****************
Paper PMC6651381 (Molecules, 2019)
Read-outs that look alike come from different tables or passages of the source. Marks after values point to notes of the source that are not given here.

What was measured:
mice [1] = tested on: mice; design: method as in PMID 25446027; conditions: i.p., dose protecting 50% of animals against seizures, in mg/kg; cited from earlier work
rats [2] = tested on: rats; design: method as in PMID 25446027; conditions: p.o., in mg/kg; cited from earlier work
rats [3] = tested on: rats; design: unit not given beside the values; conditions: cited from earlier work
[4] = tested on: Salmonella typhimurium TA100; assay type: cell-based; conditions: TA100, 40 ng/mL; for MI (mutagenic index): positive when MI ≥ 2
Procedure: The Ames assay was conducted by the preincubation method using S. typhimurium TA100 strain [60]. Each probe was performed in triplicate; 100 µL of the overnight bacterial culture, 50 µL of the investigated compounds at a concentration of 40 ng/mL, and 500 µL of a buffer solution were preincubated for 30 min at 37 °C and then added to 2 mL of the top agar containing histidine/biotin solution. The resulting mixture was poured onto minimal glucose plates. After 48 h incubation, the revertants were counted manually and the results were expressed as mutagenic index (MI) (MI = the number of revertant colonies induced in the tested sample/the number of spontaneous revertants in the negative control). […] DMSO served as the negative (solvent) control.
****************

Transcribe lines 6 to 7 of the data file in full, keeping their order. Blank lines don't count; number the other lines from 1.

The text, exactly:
rats [3] = tested on: rats; design: unit not given beside the values; conditions: cited from earlier work
[4] = tested on: Salmonella typhimurium TA100; assay type: cell-based; conditions: TA100, 40 ng/mL; for MI (mutagenic index): positive when MI ≥ 2